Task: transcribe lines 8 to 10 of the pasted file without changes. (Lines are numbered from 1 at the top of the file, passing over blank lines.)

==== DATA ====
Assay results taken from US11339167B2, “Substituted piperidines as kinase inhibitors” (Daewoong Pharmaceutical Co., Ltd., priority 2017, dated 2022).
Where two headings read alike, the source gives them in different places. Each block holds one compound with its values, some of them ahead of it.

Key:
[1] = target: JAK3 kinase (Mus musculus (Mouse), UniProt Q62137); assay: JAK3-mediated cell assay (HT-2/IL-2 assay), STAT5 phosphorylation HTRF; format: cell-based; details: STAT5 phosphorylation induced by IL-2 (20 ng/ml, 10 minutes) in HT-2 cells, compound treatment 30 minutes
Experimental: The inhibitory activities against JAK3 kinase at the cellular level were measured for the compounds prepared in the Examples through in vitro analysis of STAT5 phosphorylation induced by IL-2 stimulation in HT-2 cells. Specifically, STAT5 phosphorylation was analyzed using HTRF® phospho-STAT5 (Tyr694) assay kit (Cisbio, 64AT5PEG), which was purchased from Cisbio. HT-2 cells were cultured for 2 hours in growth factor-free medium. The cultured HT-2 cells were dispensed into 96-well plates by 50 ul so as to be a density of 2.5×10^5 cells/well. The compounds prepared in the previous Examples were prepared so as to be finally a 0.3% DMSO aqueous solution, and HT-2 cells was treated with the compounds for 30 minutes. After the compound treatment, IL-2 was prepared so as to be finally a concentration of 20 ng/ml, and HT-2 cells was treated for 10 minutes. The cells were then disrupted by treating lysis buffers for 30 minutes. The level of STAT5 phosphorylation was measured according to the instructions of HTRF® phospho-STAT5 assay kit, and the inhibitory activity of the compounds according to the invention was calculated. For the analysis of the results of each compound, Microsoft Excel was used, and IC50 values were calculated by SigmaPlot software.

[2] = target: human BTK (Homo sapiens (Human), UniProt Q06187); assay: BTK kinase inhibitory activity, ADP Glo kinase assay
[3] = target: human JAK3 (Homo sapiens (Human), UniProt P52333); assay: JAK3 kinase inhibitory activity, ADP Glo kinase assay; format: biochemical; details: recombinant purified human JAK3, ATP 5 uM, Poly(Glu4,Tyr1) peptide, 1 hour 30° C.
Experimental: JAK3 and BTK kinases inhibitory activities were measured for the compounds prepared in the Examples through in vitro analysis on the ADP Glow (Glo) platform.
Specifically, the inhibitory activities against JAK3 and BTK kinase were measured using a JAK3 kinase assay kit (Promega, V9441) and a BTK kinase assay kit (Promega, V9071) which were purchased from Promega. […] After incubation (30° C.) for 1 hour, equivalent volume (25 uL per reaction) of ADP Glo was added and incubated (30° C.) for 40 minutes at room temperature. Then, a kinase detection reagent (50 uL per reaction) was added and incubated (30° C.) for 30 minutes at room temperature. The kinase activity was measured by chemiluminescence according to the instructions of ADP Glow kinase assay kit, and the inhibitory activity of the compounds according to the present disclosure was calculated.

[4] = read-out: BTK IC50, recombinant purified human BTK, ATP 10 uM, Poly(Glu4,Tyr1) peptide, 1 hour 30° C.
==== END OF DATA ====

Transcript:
Experimental: JAK3 and BTK kinases inhibitory activities were measured for the compounds prepared in the Examples through in vitro analysis on the ADP Glow (Glo) platform.
Specifically, the inhibitory activities against JAK3 and BTK kinase were measured using a JAK3 kinase assay kit (Promega, V9441) and a BTK kinase assay kit (Promega, V9071) which were purchased from Promega. […] After incubation (30° C.) for 1 hour, equivalent volume (25 uL per reaction) of ADP Glo was added and incubated (30° C.) for 40 minutes at room temperature. Then, a kinase detection reagent (50 uL per reaction) was added and incubated (30° C.) for 30 minutes at room temperature. The kinase activity was measured by chemiluminescence according to the instructions of ADP Glow kinase assay kit, and the inhibitory activity of the compounds according to the present disclosure was calculated.

[4] = read-out: BTK IC50, recombinant purified human BTK, ATP 10 uM, Poly(Glu4,Tyr1) peptide, 1 hour 30° C.